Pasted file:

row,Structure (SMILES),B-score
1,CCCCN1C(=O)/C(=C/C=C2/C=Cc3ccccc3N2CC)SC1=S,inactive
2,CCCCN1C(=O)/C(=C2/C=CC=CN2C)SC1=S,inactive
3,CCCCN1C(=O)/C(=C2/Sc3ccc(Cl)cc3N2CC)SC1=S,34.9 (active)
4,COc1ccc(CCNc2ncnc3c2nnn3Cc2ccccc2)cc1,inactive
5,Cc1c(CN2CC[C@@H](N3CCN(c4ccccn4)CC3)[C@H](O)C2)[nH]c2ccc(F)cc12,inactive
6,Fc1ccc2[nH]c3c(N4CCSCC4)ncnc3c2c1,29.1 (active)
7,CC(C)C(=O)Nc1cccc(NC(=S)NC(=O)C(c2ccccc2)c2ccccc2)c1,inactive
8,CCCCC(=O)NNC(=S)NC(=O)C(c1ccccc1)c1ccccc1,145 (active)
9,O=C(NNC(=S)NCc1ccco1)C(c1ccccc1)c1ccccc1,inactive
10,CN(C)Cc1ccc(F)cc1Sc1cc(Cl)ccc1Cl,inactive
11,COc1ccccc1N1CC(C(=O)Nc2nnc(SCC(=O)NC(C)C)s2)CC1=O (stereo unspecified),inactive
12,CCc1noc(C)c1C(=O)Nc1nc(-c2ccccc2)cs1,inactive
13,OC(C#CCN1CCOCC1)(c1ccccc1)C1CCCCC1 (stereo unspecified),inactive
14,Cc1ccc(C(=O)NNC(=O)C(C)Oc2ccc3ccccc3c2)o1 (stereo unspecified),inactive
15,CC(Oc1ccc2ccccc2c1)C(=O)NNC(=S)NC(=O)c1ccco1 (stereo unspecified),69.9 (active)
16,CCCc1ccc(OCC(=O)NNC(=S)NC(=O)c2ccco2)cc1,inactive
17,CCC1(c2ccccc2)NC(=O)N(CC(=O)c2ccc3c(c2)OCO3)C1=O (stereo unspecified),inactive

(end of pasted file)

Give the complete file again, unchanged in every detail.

row,Structure (SMILES),B-score
1,CCCCN1C(=O)/C(=C/C=C2/C=Cc3ccccc3N2CC)SC1=S,inactive
2,CCCCN1C(=O)/C(=C2/C=CC=CN2C)SC1=S,inactive
3,CCCCN1C(=O)/C(=C2/Sc3ccc(Cl)cc3N2CC)SC1=S,34.9 (active)
4,COc1ccc(CCNc2ncnc3c2nnn3Cc2ccccc2)cc1,inactive
5,Cc1c(CN2CC[C@@H](N3CCN(c4ccccn4)CC3)[C@H](O)C2)[nH]c2ccc(F)cc12,inactive
6,Fc1ccc2[nH]c3c(N4CCSCC4)ncnc3c2c1,29.1 (active)
7,CC(C)C(=O)Nc1cccc(NC(=S)NC(=O)C(c2ccccc2)c2ccccc2)c1,inactive
8,CCCCC(=O)NNC(=S)NC(=O)C(c1ccccc1)c1ccccc1,145 (active)
9,O=C(NNC(=S)NCc1ccco1)C(c1ccccc1)c1ccccc1,inactive
10,CN(C)Cc1ccc(F)cc1Sc1cc(Cl)ccc1Cl,inactive
11,COc1ccccc1N1CC(C(=O)Nc2nnc(SCC(=O)NC(C)C)s2)CC1=O (stereo unspecified),inactive
12,CCc1noc(C)c1C(=O)Nc1nc(-c2ccccc2)cs1,inactive
13,OC(C#CCN1CCOCC1)(c1ccccc1)C1CCCCC1 (stereo unspecified),inactive
14,Cc1ccc(C(=O)NNC(=O)C(C)Oc2ccc3ccccc3c2)o1 (stereo unspecified),inactive
15,CC(Oc1ccc2ccccc2c1)C(=O)NNC(=S)NC(=O)c1ccco1 (stereo unspecified),69.9 (active)
16,CCCc1ccc(OCC(=O)NNC(=S)NC(=O)c2ccco2)cc1,inactive
17,CCC1(c2ccccc2)NC(=O)N(CC(=O)c2ccc3c(c2)OCO3)C1=O (stereo unspecified),inactive